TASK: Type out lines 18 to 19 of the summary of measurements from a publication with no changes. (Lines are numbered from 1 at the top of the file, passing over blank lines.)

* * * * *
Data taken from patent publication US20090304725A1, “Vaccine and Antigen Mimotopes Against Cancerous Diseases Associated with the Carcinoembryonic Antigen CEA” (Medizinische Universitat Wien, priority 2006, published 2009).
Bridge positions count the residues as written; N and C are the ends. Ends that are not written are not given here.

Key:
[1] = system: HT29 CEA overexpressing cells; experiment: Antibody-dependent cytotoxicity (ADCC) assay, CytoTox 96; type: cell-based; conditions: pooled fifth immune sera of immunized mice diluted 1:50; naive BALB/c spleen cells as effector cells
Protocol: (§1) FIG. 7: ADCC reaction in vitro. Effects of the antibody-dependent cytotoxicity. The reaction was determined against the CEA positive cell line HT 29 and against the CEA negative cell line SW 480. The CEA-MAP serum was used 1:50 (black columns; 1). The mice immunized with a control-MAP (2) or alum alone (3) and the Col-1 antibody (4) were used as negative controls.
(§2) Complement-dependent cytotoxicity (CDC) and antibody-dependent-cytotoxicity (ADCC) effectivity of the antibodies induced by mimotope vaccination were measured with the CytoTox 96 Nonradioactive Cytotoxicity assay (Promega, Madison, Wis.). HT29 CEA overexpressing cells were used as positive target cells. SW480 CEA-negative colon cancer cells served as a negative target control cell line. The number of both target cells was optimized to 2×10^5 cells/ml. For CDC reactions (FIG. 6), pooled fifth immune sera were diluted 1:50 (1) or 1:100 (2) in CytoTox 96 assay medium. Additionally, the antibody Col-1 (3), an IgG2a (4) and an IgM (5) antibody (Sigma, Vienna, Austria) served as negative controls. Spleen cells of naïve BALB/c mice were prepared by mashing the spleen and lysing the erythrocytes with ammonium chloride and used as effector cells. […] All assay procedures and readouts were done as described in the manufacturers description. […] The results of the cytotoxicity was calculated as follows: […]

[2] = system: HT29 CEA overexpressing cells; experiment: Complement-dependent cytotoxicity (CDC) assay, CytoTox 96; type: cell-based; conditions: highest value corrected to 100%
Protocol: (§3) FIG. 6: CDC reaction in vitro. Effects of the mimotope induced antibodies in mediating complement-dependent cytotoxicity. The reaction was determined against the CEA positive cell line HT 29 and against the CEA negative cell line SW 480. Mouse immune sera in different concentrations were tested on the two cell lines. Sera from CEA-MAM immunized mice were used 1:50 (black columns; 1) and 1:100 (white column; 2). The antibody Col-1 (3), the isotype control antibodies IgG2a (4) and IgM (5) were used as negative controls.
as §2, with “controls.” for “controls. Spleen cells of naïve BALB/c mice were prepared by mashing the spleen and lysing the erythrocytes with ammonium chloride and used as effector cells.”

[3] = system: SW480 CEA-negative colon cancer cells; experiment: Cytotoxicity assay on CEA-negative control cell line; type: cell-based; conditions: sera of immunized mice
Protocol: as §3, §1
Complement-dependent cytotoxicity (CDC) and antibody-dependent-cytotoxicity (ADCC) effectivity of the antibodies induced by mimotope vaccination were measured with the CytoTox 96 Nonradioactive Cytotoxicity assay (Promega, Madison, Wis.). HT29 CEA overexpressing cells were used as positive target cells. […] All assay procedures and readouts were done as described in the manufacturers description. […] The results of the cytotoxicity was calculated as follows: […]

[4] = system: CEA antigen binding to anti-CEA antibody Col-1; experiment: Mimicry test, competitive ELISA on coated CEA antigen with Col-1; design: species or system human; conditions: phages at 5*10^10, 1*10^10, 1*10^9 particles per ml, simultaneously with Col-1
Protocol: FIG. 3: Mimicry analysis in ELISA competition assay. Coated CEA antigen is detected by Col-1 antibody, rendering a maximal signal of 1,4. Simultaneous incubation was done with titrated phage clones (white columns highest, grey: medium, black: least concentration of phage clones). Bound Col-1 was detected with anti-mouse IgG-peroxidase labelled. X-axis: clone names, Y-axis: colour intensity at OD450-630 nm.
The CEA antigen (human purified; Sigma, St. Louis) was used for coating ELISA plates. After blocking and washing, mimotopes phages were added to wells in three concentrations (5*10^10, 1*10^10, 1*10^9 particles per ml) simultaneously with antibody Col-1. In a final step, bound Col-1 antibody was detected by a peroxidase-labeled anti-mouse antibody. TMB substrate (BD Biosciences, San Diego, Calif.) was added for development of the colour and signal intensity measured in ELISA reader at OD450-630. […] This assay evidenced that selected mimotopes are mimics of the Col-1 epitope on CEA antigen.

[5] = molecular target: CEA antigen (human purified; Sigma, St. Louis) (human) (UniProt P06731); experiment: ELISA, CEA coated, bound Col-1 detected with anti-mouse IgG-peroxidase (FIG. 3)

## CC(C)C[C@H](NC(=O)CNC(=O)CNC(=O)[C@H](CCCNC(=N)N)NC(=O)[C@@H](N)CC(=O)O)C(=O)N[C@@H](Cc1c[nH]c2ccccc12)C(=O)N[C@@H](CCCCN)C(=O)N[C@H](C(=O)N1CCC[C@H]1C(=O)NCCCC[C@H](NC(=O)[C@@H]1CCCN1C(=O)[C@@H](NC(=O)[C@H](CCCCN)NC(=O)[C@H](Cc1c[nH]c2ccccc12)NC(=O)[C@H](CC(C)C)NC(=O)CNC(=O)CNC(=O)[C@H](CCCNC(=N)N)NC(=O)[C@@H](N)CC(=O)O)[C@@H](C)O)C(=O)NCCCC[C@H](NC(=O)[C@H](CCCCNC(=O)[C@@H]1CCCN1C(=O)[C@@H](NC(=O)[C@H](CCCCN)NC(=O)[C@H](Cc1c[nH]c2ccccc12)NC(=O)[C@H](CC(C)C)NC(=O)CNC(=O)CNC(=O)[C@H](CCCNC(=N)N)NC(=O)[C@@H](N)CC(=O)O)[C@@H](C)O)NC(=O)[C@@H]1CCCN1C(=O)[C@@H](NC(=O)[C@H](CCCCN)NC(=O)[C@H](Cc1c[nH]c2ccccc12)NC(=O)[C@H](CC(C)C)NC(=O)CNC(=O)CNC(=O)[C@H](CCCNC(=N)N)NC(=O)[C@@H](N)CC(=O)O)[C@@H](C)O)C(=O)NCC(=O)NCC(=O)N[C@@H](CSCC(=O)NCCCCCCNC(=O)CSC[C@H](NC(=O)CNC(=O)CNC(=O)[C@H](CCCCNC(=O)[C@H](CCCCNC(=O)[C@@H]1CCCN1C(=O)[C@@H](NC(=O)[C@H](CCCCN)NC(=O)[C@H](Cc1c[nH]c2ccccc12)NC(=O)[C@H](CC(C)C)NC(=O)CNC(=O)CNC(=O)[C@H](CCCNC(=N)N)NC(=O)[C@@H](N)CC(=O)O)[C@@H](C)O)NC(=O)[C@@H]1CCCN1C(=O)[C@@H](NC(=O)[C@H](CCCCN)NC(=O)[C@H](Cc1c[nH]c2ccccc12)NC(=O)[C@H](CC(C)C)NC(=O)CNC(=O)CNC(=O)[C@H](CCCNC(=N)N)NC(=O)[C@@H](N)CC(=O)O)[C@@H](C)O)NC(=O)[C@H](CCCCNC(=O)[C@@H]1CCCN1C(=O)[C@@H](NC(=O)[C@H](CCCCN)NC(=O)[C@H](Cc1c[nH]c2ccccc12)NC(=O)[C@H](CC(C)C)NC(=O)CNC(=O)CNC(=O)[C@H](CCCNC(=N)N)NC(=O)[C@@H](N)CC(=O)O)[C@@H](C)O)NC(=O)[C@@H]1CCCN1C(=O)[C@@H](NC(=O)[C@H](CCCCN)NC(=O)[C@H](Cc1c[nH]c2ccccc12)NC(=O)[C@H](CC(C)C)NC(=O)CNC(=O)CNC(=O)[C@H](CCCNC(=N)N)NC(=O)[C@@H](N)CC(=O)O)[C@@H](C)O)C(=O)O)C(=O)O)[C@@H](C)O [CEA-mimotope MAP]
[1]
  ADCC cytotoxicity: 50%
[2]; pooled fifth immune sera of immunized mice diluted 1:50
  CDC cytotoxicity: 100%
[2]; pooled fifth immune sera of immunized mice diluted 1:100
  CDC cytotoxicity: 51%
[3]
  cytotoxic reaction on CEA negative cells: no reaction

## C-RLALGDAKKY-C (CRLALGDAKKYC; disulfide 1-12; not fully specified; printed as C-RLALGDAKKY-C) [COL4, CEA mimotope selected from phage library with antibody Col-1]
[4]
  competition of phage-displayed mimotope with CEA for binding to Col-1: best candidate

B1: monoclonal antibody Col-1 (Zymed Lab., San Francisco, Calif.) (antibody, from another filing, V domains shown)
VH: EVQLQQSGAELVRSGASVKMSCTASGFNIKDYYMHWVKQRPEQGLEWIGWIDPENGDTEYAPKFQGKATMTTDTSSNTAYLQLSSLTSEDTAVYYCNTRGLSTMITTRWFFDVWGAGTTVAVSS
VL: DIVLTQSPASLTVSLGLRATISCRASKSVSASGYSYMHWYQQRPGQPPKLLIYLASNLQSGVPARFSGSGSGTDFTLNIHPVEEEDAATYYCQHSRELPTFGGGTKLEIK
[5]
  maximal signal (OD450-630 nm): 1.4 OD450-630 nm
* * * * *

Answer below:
[1]
  ADCC cytotoxicity: 50%